Haggai 1:6 – A Bag with Holes

Wayne Jackson
The Old Testament prophet Haggai instructs us on what is really important — and what is not.

The first group of Jews returned from the Babylonian captivity in 536 B.C. under the leadership of Zerubbabel (Ezra 2:1-2). At first, the Hebrews had been anxious to reestablish their religious tradition. They set up the altar of burnt-offerings at its original site (Ezra 3:2-3), and laid the foundations of the temple (Ezra 3:8-10). They became discouraged by opposition, however, and so the work of restoration was suspended. Inactivity prevailed for the next sixteen years.

In the second year of Darius (520 B.C.), Haggai came upon the scene to encourage the people to resume work on the house of God (Haggai 1:1-2).

While Samaritan hostility had initially dissuaded the Jews in their noble task, eventually selfish materialism corroded their hearts, and they were more concerned for personal ambitions than the Lord’s interests.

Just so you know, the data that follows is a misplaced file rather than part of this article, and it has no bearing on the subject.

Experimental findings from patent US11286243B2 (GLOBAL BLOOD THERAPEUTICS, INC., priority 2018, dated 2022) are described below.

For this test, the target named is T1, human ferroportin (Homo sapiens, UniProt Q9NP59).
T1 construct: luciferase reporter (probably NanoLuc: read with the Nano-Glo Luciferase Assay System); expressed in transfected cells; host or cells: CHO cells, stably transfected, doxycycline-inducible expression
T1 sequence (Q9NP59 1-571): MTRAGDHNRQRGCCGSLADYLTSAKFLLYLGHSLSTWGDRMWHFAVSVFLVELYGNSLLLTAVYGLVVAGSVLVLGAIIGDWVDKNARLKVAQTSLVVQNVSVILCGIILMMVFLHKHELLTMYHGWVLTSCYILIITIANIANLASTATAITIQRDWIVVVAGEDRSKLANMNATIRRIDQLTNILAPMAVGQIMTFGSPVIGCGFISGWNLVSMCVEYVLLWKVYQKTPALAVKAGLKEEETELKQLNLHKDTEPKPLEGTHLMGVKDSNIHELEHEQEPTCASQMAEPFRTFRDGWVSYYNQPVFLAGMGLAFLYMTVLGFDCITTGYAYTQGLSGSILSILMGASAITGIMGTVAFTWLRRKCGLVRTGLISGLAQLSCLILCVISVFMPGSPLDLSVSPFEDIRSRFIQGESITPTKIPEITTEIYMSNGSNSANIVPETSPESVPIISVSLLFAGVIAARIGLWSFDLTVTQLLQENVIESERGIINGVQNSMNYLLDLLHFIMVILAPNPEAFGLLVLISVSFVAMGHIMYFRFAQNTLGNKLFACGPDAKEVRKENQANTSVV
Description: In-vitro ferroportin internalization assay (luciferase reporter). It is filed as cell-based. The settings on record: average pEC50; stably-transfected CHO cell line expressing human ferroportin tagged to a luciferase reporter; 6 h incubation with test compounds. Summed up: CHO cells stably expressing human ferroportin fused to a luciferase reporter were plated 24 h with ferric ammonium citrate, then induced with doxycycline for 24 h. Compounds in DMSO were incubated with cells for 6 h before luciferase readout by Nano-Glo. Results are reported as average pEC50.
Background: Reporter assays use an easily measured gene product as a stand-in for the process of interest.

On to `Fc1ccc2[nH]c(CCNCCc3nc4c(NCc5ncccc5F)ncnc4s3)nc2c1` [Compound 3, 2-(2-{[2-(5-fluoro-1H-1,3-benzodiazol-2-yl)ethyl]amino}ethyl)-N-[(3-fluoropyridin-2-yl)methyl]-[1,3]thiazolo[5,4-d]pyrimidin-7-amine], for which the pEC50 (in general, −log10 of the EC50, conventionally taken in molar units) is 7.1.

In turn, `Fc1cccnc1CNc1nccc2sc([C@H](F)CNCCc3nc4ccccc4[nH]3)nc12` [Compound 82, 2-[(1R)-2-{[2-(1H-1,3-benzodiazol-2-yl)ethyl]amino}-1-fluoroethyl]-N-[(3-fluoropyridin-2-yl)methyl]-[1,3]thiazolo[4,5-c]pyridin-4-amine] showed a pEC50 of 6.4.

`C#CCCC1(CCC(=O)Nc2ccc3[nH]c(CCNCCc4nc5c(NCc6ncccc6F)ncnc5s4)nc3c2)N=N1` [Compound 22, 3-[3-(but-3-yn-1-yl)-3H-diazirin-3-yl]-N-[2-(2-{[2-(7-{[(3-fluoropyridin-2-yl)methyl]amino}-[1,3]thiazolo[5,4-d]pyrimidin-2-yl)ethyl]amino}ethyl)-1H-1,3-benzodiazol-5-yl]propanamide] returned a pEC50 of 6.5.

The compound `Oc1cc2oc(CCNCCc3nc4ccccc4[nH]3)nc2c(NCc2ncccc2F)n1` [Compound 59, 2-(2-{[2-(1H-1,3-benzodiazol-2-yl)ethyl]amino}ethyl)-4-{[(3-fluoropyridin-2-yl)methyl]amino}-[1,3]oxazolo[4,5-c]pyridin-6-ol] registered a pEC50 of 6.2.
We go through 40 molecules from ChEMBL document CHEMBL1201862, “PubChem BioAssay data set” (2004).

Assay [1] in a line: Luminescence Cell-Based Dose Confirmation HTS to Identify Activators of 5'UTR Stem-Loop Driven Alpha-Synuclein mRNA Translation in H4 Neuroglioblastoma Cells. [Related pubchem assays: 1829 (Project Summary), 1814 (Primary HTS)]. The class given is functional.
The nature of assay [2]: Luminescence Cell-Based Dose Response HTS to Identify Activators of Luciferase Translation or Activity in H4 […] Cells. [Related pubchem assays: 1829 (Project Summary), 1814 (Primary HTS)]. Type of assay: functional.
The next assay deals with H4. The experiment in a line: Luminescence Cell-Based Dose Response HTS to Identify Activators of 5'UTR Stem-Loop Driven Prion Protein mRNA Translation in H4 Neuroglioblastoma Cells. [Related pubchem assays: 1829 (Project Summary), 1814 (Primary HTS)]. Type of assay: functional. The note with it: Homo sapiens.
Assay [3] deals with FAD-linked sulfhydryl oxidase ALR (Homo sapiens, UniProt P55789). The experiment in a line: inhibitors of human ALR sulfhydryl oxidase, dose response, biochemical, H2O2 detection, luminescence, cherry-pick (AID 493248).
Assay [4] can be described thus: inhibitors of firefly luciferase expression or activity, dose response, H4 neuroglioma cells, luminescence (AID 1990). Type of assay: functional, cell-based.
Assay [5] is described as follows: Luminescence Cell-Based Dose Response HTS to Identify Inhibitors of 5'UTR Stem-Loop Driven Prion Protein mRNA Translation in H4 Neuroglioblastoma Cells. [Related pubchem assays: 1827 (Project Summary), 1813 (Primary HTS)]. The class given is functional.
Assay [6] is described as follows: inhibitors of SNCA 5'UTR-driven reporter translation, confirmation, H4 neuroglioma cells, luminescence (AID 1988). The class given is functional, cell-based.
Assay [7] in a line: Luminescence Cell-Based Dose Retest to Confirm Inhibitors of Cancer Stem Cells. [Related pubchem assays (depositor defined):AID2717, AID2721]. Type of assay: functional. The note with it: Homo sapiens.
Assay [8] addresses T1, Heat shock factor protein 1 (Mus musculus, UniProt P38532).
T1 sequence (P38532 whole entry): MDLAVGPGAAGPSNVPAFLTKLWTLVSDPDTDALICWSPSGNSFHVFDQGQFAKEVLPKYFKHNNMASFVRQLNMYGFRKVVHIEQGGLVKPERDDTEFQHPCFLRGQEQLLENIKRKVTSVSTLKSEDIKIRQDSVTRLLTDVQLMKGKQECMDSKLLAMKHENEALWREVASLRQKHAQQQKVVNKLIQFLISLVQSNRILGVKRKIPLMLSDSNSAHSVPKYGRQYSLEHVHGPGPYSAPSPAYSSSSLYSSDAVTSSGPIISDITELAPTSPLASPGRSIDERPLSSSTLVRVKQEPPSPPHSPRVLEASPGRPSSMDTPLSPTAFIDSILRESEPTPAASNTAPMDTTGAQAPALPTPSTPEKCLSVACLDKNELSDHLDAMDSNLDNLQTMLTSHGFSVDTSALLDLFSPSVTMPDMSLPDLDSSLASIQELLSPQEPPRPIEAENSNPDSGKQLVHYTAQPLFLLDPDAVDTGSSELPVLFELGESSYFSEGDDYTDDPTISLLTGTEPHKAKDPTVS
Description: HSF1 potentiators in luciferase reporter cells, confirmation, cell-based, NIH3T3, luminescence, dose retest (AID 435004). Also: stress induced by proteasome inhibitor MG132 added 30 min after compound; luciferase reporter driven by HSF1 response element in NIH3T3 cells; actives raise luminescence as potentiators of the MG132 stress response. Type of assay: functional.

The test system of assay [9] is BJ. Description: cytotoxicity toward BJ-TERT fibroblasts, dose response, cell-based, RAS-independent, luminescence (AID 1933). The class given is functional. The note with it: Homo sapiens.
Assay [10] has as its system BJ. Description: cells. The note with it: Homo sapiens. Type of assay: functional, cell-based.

Their plea was, “It is not the right time for building Jehovah’s house.” With sharp rebuke, the prophet sarcastically informed them that they had no problem with the “time” element when it came to their own homes! He then pointed out the consequences that had come (lean years) as a result of their religious indifference.

The prophet charged that their materialism was like putting money in “a bag with holes” (Haggai 1:6). Underline that expression and take a lesson from it. In your margin observe: The vanity of materialism.

Incidentally, Haggai’s sermon was quite effective. Within twenty-four days, work on the temple commenced!